Chain Reaction Foundation
INSPIRING INNOVATIVE CITIZEN ACTION

Vulnerability and Leadership – Why it is OK for leaders to make mistakes

by Margaret Bell | August 13, 2018

Great leaders are imperious. Great leaders are infallible. Great leaders are something more than human. This is the narrative that hero-worship has pushed upon us in the past, and, of course, it is somewhat far from the truth. A great leader is a great person, certainly, but they are still a person. And what do people do? People make mistakes.

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Belonging - It's Not Where We Live, It's How We Live

by Margaret Bell | July 31, 2018

Australia, perhaps more so than any other, is a country built upon human movement. Much has been made of the arrival of the First Fleet at Sydney Cove in January of 1788, and of the multitudes of European and Asian migrants who followed in these pioneering footsteps, but the impact of movement and migration stretches back way beyond this.

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Cyberbullying: Responding to the Online Threats Our At-Risk Young People Face

by Margaret Bell | July 23, 2018

In 2016 the ABC reported on the desperately tragic statistic that suicide rates among 15 to 24-year-olds were at their highest level in ten years. Research from 2012 found that many of these suicides were a direct result of cyberbullying, with a shocking 750 young Australians aged between 13 and 17 committing suicide as a result of threats or campaigns of abuse experienced online. With the growing prevalence of social media in the lives of our younger generation, this problem is not going away.

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Cyberbullying: Preventing Online Threats to Our At-Risk Young People

by Margaret Bell | July 17, 2018

In the modern landscape, bullying has been transformed. To borrow a phrase from global political discourse, 'the threat has evolved'. The number of young people who describe the internet as 'very important' to their daily lives has doubled since 2009. This drive towards connectivity has provided bullies with unprecedented access to their potential victims, making it far more difficult to combat the often catastrophic effects of bullying.

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The Power of Descriptive Praise, and How to Offer It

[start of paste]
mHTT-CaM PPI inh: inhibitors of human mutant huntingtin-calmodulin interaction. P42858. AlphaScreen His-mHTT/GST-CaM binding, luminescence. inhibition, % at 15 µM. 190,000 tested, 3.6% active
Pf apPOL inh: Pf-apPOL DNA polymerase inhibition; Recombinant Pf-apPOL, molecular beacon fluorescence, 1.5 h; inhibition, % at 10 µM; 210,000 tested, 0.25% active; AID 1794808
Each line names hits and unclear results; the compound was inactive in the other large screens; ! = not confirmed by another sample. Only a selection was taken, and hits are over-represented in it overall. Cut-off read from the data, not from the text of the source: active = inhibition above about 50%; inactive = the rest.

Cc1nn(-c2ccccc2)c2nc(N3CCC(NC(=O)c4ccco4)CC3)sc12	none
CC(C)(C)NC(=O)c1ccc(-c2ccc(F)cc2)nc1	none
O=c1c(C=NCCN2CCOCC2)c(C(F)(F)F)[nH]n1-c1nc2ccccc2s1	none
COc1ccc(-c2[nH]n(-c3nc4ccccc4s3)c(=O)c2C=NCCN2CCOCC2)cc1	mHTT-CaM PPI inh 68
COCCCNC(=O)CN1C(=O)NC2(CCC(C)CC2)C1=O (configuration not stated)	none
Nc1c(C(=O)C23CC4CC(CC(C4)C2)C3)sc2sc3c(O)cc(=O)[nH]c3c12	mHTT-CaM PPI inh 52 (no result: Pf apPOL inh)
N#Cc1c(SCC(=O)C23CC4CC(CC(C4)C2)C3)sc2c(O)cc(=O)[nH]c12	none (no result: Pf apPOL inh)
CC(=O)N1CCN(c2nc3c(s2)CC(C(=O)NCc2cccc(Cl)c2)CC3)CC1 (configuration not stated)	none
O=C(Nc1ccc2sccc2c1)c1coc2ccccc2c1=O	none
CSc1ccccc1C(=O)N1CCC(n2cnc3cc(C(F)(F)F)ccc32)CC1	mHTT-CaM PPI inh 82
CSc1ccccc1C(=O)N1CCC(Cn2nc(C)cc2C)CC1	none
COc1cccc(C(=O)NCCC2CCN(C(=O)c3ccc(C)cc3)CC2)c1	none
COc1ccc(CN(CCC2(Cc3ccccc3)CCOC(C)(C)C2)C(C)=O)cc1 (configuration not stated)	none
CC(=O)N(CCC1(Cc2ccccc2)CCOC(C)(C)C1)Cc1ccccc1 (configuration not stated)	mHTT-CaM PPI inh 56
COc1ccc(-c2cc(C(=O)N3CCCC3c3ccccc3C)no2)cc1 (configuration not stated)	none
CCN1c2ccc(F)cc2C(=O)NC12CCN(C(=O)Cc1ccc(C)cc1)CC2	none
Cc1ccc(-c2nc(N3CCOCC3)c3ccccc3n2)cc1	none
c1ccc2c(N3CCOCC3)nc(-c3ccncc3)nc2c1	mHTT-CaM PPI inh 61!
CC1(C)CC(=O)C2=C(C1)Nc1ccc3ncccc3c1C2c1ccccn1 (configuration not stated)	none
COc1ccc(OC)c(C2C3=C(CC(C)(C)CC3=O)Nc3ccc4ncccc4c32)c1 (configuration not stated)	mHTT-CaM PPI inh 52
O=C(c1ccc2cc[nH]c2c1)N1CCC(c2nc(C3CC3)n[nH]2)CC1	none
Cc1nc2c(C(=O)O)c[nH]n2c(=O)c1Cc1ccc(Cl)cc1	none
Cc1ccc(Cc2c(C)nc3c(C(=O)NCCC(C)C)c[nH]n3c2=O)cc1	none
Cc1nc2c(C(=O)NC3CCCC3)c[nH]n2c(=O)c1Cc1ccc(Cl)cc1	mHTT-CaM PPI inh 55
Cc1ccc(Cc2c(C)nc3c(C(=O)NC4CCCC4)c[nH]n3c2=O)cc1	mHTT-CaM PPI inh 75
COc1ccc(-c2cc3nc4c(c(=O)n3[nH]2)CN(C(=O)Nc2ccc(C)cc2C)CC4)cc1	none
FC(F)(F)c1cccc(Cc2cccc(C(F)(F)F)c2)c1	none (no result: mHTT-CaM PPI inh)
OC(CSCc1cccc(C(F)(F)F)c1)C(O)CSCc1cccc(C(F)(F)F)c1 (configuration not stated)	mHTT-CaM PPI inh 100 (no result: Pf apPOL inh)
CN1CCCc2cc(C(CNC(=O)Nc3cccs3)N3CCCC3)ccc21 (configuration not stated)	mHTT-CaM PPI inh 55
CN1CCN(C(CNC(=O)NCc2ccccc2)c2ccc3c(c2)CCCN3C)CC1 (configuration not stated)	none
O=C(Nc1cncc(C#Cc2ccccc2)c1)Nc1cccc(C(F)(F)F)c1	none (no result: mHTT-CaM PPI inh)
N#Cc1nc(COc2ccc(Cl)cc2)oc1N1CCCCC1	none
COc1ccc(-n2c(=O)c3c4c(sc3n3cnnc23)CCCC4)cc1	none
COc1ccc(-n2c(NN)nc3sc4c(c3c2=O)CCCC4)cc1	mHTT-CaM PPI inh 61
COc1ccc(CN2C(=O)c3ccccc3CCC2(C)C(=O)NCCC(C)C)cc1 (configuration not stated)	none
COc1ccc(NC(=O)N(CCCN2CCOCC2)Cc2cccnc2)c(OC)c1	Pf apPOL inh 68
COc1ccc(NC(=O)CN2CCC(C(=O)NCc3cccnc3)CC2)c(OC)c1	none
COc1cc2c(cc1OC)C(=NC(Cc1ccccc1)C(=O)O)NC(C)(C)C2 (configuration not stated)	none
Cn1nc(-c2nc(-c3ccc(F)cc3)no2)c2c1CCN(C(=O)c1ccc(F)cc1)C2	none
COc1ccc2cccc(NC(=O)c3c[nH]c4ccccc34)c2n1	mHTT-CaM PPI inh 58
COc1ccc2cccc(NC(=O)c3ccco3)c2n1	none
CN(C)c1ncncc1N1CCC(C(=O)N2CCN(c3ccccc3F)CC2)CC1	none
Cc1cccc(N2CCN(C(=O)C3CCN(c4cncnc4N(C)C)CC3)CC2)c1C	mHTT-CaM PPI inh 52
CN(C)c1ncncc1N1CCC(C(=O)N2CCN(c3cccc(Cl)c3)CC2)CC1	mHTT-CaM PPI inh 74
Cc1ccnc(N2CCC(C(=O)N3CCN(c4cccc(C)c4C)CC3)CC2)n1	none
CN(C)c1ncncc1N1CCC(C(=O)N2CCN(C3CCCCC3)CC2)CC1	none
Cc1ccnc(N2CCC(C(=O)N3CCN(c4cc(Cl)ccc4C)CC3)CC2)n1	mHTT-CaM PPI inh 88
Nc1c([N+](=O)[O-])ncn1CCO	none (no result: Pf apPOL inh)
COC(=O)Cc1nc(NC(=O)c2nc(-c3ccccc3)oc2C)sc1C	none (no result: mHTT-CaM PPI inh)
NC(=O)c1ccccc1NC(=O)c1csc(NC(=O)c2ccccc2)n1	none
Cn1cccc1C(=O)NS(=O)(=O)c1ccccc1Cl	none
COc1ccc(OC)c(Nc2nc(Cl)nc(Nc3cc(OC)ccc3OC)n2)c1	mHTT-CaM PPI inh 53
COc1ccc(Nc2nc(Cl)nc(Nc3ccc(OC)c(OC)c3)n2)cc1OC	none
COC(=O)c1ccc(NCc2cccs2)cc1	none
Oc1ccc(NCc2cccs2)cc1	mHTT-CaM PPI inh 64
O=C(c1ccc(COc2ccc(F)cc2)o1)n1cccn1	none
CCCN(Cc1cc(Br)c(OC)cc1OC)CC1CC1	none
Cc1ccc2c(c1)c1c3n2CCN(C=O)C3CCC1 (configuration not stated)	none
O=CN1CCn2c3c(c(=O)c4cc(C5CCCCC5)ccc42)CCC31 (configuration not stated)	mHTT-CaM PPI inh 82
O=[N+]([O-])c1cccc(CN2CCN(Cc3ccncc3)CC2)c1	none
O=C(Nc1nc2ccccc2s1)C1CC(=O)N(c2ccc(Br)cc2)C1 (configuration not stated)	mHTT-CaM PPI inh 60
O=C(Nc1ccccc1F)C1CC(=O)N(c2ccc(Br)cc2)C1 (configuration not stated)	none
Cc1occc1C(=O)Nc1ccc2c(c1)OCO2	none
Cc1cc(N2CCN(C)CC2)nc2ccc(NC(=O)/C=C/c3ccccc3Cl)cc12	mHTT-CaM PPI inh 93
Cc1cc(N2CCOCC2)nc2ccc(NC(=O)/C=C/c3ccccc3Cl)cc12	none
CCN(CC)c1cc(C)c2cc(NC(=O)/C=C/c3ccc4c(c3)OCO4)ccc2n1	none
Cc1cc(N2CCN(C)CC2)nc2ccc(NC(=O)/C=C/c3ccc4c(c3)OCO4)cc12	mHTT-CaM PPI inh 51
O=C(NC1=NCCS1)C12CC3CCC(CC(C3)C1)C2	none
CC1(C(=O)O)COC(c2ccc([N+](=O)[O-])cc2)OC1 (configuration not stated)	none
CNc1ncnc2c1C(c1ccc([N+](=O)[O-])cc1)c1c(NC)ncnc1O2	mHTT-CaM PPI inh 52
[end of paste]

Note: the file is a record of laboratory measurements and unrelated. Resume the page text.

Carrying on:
by Margaret Bell | July 9, 2018

Great leaders - in all walks of life - harness this power and wield it as they affect positive changes within their respective organisations or structures. In a business environment, leaders use this to shape the behaviours of their team, to support team development, and to secure the fulfilment of business objectives, building the right sort of culture within the organisation.

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Is Social Media Distorting Traditional Concepts of Belonging and Connecting?

by Margaret Bell | July 3, 2018

Human beings are hard-wired with a need to belong. From our hunter-gatherer ancestors, through the formation of our cultures, right to the present day, humans have been sociable animals. We form thousands of tiny connections and interactions over the course of our daily lives.

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Connection Through Dreaming - Do We Still Take Time to Daydream?

by Margaret Bell | June 26, 2018

Dreams are powerful things, and still represent something of an enigma for the scientific community. At night time, as we sleep and recharge our batteries, our minds delve into a rich treasure trove of memory and knowledge, forging connections between these often unexplored or forgotten pockets of data, and presenting us with a myriad of images and experiences.

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The Search for Freedom: Expectation vs Reality

by Margaret Bell | June 18, 2018

In Australia, all of us are said to be 'free.' We can practice whichever religion we want, explore any sexual orientation we wish to, provided it is carried out between consenting adults, and we do not live in fear of an authoritarian or oppressive government.

But how 'free' are we?

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Respect, Safety, and Responsibility - How Do Leaders Model 'How to Belong' in Today's World

by Margaret Bell | June 11, 2018

Leaders, at all levels of society, are called to model these attributes, demonstrating how they can be applied rather than simply extolling their virtues. This means the politicians that serve in government, but also the managers and team leaders in our workplaces, the teachers in our schools, the community figures who work so hard for our society, and the parents and guardians in households across the country; so often the unsung heroes of society.

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Religion and Tolerance: Accepting the Differing Beliefs of Others

by Margaret Bell | June 4, 2018

Spirituality and religion are personal things. Prejudice and intolerance are not born from these personal quests for meaning and deeper understanding. Instead, they are byproducts of the political and social structures which have been grafted to religion over centuries and millennia of human history. If we can recognise this, 

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